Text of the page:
Twenty years in prison. That’s what former Baylor football player Sam Ukwuachu was facing after a jury found him guilty of sexually assaulting a female student athlete. Texas Judge Matt Johnson ended up sentencing him to just 180 days in county jail, 10 years of felony probation, and 400 hours of community service for the sexual assault of a former Baylor student athlete. Ukwuachu will also have to register as a sex offender, but it’s a far cry from what it could have been.
For most people, the name Sam Ukwuachu meant nothing before an August 20th Texas Monthly story revealed that a Baylor football player was on trial for something truly heinous, and somehow, the world didn’t know about it. The name Ukwuachu has dominated the headlines ever since.
Critics of Baylor have accused the private university of an overall mishandling of the initial investigation. Largely because we’ve been somewhat blindsided by the news of a tragic night that happened nearly two years ago. Just how much as Baylor known? Why was Ukwuachu still attending classes with the victim after the incident had been reported? What did Baylor do to investigate the incident? Was Baylor aware of an earlier incident involving Ukwuachu while at Boise State? These are all questions that demand answers.
Via a letter posted on the school’s website after consulting with the school’s board of regents, executive council, and academic leadership, Baylor University President Ken Starr has called for an internal investigation aimed at finding those answers.
He called for a “comprehensive internal inquiry into the circumstances associated with the case and the conduct of the offices involved. After an analysis of his report, I will determine what additional action to take.”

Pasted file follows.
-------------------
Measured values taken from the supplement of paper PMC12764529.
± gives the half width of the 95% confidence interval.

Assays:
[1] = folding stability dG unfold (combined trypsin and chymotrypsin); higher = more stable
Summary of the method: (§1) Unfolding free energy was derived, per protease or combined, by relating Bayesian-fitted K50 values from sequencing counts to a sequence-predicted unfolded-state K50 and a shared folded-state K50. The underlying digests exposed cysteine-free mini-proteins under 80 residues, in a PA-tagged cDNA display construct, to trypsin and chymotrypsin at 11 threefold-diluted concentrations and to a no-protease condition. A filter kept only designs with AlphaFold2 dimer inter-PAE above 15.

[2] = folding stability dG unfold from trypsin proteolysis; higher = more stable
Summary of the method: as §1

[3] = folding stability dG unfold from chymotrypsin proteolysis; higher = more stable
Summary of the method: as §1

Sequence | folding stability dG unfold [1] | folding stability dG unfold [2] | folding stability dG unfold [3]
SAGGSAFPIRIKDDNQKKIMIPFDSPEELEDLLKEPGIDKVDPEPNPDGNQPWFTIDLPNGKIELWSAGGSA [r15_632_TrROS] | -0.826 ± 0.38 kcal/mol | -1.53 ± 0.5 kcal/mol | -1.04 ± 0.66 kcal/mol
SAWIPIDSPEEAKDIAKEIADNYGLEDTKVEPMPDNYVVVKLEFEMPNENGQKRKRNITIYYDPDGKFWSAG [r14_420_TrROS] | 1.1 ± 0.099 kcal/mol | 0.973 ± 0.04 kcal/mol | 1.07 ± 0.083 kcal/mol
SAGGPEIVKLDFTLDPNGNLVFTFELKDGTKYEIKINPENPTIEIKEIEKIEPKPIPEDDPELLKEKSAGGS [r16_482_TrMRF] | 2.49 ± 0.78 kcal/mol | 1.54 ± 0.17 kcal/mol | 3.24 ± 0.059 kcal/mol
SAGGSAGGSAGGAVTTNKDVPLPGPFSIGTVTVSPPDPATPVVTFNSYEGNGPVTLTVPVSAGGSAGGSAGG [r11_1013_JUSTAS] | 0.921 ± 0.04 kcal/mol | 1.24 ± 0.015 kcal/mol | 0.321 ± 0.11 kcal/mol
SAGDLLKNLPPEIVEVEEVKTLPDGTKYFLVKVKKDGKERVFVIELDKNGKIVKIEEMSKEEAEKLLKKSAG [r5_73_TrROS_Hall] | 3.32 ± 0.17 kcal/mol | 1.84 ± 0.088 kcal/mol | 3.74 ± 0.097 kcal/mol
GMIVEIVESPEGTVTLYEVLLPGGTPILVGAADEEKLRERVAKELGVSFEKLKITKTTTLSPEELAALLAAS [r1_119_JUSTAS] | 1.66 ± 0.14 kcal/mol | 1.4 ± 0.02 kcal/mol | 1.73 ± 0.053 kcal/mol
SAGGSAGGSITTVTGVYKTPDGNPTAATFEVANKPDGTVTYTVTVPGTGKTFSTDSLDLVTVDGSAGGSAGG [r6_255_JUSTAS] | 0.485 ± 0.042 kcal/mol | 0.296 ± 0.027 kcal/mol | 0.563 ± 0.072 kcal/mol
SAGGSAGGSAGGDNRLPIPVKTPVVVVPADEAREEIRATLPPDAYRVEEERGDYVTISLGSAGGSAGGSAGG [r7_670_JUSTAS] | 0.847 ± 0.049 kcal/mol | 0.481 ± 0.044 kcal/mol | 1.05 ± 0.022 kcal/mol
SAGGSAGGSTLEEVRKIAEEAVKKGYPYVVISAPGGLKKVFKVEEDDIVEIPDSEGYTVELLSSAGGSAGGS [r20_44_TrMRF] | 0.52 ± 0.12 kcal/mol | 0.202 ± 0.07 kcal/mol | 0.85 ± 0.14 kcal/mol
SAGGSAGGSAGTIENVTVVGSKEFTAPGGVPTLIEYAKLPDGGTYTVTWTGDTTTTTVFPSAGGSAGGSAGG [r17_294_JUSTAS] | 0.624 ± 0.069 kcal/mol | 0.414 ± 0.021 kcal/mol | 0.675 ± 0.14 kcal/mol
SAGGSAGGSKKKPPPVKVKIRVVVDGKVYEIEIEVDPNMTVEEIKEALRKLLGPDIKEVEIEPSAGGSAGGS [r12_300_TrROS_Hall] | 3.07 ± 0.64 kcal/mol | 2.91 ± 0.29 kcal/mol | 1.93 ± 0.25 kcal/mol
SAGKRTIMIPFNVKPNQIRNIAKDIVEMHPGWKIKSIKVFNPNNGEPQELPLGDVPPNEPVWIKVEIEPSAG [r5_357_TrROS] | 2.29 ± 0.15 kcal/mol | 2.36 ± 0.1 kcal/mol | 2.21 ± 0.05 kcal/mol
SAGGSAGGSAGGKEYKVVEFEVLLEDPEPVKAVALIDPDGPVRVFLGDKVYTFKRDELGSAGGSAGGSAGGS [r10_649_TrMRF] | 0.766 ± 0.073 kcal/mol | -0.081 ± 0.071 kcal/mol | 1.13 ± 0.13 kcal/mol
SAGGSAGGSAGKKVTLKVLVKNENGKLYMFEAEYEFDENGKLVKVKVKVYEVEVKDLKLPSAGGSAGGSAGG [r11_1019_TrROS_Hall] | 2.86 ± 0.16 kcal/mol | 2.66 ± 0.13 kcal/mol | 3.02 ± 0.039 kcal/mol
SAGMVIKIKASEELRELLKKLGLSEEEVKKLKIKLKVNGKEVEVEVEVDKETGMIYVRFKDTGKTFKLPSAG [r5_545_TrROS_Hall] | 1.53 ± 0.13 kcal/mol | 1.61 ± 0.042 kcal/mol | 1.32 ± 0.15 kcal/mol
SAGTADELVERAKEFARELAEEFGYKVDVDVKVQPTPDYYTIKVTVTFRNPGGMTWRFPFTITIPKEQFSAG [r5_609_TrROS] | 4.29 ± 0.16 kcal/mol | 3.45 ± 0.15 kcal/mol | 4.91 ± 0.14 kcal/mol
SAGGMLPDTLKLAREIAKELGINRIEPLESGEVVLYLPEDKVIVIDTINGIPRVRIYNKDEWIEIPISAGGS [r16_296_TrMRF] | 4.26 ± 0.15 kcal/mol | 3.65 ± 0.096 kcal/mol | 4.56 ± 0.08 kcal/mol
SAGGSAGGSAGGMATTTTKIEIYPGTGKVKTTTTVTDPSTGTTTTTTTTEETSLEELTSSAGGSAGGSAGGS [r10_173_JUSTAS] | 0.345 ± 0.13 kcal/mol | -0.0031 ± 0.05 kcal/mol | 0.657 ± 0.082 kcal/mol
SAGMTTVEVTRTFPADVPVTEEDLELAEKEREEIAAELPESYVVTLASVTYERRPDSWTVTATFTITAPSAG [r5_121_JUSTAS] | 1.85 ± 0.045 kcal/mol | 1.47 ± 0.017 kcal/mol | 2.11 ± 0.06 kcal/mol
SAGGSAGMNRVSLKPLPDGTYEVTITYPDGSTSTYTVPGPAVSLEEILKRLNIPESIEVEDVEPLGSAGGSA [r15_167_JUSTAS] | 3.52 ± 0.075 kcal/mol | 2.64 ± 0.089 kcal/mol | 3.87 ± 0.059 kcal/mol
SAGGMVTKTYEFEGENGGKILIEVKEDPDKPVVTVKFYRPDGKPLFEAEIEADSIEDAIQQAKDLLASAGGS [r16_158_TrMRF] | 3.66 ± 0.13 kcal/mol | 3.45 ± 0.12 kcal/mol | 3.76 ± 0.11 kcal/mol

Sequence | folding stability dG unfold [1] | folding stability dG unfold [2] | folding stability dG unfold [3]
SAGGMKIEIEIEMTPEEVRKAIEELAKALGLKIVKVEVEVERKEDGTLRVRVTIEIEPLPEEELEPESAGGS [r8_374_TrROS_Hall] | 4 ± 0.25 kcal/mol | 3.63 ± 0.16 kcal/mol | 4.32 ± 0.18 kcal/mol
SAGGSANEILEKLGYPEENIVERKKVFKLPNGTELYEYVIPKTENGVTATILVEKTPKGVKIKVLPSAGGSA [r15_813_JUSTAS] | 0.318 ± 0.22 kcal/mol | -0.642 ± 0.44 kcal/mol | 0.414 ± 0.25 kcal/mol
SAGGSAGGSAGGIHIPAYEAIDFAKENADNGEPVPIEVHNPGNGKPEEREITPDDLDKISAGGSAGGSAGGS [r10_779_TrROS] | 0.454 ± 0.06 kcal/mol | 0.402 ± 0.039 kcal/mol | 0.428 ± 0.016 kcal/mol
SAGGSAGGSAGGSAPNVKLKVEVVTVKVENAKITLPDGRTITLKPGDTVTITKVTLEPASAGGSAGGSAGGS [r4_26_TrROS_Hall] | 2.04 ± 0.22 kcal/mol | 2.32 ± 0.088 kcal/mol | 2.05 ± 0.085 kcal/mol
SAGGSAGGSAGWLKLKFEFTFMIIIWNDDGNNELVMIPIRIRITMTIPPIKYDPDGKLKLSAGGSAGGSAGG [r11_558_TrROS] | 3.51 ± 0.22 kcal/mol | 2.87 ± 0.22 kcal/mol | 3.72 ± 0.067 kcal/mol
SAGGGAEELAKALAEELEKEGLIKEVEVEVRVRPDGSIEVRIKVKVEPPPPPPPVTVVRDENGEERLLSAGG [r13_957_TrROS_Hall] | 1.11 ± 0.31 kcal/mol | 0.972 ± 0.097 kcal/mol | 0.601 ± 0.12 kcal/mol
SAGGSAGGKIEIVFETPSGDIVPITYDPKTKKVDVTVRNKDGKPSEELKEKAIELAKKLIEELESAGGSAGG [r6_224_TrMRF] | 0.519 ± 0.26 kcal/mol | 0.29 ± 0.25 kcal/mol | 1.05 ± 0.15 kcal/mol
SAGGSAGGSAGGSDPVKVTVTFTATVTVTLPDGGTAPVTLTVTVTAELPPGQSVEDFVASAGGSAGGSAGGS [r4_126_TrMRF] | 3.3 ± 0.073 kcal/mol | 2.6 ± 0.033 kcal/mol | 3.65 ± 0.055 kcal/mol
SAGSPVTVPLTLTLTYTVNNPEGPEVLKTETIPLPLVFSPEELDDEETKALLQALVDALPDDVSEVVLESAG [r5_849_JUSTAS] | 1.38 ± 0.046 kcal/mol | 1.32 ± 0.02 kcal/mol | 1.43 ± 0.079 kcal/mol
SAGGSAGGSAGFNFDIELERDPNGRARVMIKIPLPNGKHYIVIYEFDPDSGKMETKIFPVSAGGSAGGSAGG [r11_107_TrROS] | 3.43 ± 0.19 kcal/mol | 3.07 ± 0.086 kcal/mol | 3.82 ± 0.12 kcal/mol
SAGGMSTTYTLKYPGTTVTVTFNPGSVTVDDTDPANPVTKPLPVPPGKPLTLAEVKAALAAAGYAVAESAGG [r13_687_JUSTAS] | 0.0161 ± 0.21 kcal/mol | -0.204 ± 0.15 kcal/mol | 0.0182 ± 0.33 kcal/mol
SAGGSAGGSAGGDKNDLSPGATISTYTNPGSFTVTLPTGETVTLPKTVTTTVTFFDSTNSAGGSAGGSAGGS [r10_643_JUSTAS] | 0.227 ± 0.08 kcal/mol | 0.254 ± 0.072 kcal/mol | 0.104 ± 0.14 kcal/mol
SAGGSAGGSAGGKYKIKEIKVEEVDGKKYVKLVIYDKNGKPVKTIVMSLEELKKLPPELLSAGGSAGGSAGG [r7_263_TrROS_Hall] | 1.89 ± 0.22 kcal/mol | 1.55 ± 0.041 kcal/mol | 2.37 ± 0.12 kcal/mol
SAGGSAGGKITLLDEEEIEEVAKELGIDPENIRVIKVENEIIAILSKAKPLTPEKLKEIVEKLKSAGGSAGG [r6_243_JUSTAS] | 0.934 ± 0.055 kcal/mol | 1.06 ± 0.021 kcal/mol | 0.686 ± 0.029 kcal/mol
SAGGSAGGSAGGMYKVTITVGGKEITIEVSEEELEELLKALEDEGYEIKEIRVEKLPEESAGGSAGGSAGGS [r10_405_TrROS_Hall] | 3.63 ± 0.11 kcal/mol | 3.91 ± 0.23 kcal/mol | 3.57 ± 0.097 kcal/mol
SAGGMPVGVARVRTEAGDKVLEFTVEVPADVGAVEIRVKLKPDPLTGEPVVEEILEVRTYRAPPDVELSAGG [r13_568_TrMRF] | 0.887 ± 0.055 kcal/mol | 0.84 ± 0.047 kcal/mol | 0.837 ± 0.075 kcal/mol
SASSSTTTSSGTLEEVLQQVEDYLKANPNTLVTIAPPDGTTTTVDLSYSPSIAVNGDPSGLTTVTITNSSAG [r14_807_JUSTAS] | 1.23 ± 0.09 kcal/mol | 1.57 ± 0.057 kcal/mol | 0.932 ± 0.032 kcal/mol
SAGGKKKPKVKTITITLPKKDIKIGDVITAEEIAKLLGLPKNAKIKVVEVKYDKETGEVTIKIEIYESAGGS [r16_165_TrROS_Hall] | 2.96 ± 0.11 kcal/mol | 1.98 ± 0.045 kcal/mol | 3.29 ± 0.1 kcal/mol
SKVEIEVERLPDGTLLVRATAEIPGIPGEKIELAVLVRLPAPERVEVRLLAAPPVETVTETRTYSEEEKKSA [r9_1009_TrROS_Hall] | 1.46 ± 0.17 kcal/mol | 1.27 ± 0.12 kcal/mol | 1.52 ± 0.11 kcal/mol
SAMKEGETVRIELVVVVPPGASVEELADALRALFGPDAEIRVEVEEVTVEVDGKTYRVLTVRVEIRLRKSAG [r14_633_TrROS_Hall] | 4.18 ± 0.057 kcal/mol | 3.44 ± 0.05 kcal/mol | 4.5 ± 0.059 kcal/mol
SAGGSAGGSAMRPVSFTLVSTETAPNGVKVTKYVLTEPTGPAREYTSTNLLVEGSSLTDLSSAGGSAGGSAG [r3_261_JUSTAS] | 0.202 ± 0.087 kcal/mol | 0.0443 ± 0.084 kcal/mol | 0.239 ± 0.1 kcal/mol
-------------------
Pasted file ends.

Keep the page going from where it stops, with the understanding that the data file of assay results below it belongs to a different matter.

Heading up the investigation will be law professor Jeremy Counseller.
“Mr. Counseller will engage others in his review as he deems appropriate and will submit his report directly to me at the conclusion of his inquiry,” Starr wrote. “After an analysis of his report, I will determine what additional action to take.”
Baylor has to answer some uncomfortable questions over the next few weeks, but it looks like the school recognizes that somewhere something failed, and it can’t be allowed to happen again.
“Many of you have expressed your disappointment and anger over this tragic episode. My colleagues and I fully share your outrage.” Starr continued. “In addition to the work already being undertaken by our Title IX Office, we are doing everything in our power to ensure that acts of sexual violence are not committed and that those who perpetrate them will find no shelter on our campus.”
However, the actions taken tomorrow will be worth a lot more than the words spoken today.